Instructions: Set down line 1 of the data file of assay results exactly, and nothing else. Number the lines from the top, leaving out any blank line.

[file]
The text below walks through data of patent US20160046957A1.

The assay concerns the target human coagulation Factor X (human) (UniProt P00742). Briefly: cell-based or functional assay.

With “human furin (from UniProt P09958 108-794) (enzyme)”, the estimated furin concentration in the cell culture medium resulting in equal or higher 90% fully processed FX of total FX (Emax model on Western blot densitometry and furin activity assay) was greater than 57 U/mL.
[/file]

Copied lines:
The text below walks through data of patent US20160046957A1.